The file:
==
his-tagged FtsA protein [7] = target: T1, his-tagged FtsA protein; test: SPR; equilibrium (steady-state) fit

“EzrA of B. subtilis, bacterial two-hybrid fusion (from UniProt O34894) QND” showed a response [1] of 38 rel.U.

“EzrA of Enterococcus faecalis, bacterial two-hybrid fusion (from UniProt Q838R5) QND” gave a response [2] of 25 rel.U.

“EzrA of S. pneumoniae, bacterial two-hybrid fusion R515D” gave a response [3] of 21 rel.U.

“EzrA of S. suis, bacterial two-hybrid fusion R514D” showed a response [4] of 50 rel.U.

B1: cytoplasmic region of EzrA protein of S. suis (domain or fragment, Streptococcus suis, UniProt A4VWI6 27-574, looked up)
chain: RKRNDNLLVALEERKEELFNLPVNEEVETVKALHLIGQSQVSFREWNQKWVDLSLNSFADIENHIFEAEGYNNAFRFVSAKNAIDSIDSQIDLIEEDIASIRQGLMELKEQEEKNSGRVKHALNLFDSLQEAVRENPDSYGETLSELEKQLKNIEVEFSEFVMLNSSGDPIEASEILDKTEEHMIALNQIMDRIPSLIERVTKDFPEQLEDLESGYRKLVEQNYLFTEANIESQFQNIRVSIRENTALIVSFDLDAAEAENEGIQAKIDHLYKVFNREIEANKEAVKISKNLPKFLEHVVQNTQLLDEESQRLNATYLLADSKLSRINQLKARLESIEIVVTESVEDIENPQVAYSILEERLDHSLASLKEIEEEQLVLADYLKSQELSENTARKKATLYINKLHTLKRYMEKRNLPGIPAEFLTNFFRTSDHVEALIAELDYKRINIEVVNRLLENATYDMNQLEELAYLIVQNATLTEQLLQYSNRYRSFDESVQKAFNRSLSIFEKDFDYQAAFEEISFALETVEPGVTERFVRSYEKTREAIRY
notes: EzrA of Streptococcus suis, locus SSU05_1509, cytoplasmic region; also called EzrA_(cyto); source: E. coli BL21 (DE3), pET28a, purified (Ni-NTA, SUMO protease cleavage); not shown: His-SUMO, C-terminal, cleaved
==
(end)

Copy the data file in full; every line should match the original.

his-tagged FtsA protein [7] = target: T1, his-tagged FtsA protein; test: SPR; equilibrium (steady-state) fit

“EzrA of B. subtilis, bacterial two-hybrid fusion (from UniProt O34894) QND” showed a response [1] of 38 rel.U.

“EzrA of Enterococcus faecalis, bacterial two-hybrid fusion (from UniProt Q838R5) QND” gave a response [2] of 25 rel.U.

“EzrA of S. pneumoniae, bacterial two-hybrid fusion R515D” gave a response [3] of 21 rel.U.

“EzrA of S. suis, bacterial two-hybrid fusion R514D” showed a response [4] of 50 rel.U.

B1: cytoplasmic region of EzrA protein of S. suis (domain or fragment, Streptococcus suis, UniProt A4VWI6 27-574, looked up)
chain: RKRNDNLLVALEERKEELFNLPVNEEVETVKALHLIGQSQVSFREWNQKWVDLSLNSFADIENHIFEAEGYNNAFRFVSAKNAIDSIDSQIDLIEEDIASIRQGLMELKEQEEKNSGRVKHALNLFDSLQEAVRENPDSYGETLSELEKQLKNIEVEFSEFVMLNSSGDPIEASEILDKTEEHMIALNQIMDRIPSLIERVTKDFPEQLEDLESGYRKLVEQNYLFTEANIESQFQNIRVSIRENTALIVSFDLDAAEAENEGIQAKIDHLYKVFNREIEANKEAVKISKNLPKFLEHVVQNTQLLDEESQRLNATYLLADSKLSRINQLKARLESIEIVVTESVEDIENPQVAYSILEERLDHSLASLKEIEEEQLVLADYLKSQELSENTARKKATLYINKLHTLKRYMEKRNLPGIPAEFLTNFFRTSDHVEALIAELDYKRINIEVVNRLLENATYDMNQLEELAYLIVQNATLTEQLLQYSNRYRSFDESVQKAFNRSLSIFEKDFDYQAAFEEISFALETVEPGVTERFVRSYEKTREAIRY
notes: EzrA of Streptococcus suis, locus SSU05_1509, cytoplasmic region; also called EzrA_(cyto); source: E. coli BL21 (DE3), pET28a, purified (Ni-NTA, SUMO protease cleavage); not shown: His-SUMO, C-terminal, cleaved